An attack like this, the coordinator explained, severely impedes the ability to deliver to the people who need it the most.
“We urgently ask all parties to adhere to humanitarian principles and allow the safe delivery of life-saving assistance”, Ms. N’diaye stated.
WFP currently faces “unprecedented” funding shortfalls, estimated at $358 million.
Earlier in the month, thousands of people took to the streets to mark the third anniversary of the uprising that led to the April 2019 overthrow of President Omar al-Bashir, who had ruled for three decades.
Demonstrators who made for the presidential palace were also protesting October’s military coup and the political agreement signed later on 21 November.
UN officials and agencies expressed deep concern at the time over credible reports of serious human rights violations, including the use of rape and gang rape of women and girls, employed to disperse protesters.
As of 29 December, the security situation had been restored, according to State authorities.
Ms. N’diaye thanked the local authorities for preventing the situation from worsening but called upon the Government to step up efforts to protect and safeguard humanitarian premises and assets.
Thousands head home voluntarily from Zambia to DR Congo
Nearly 5,000 refugees who fled violence in the Democratic Republic of the Congo (DRC) four years ago, are opting to head home voluntarily from Zambia over the coming months, with the first 100 people setting out on Tuesday.
The UN refugee agency, UNHCR, said that security had improved sufficiently in DR Congo’s Pweto territory, Haut-Katanga province, for them to go home “in safety and dignity”.
Inter-ethnic clashes as well as fighting between Congolese security forces and militia groups in parts of southeastern DRC in 2017, have uprooted communities.
Through intention surveys carried out in October by UNHCR, some 4,774 refugees expressed their aim to voluntarily return to DRC.
The voluntary repatriation, which will continue into 2022, is part of the ongoing 2006 tripartite agreement between UNHCR and the Governments of Zambia and DR Congo.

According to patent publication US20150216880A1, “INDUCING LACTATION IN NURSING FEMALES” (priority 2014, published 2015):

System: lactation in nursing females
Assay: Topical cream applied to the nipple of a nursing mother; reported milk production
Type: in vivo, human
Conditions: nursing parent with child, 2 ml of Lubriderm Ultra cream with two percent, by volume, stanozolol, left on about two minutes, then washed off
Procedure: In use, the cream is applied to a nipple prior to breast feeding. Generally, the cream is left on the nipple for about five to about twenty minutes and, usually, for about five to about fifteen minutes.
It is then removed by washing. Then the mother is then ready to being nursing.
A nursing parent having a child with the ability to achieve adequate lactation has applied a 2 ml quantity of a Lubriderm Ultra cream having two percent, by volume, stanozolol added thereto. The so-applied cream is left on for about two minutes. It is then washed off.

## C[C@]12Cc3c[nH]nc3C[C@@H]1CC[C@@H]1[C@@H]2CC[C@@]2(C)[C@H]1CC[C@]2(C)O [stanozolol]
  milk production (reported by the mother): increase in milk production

Partners are supporting the returning refugees by providing voluntary repatriation documents, expedited immigration clearance, health screening and school certificates to allow children to resume their education in the DRC.
“As security has improved in some areas of Haut-Katanga, an estimated 20,000 refugees have spontaneously left Zambia since 2018 to return to their areas of origin – mainly to Pweto territory”, UNHCR spokesperson Babar Baloch told journalists in Geneva.
Meanwhile, the UN refugee agency is working with authorities and development partners – such as Catholic aid confederation CARITAS – in DRC to advance reintegration projects, including education, health and agriculture, and to ensure conditions for safe and dignified returns.
Currently, some 18,000 Congolese refugees farm at Mantapala settlement – established in early 2018 to accommodate displaced people – alongside 5,000 Zambians, across 11 integrated villages.
As Zambia continues to host 103,000 refugees, asylum seekers, and former refugees, including more than 63,000 from DR Congo, over the past three years around 20,000 Congolese have left to return home.
The two agencies have provided buses and trucks to help transport refugees, their belongings and food for the journey, Families will receive a cash grant to help them pick up their lives again in the DRC.
“UNHCR will disinfect the buses, provide face masks, hand sanitizers and, together with the authorities, ensure that COVID-19 prevention measures are observed, including loading of buses to half the capacity”, Mr. Baloch said.
UNICEF has improved water and sanitation facilities at the reception centre in Chiengi district, where returning refugees are being housed for the night to process immigration documents, before embarking on the final leg of their journey home.
And Zambian authorities are providing rapid COVID-19 tests for the returning refugees, at the Mantapala Rural Health Centre.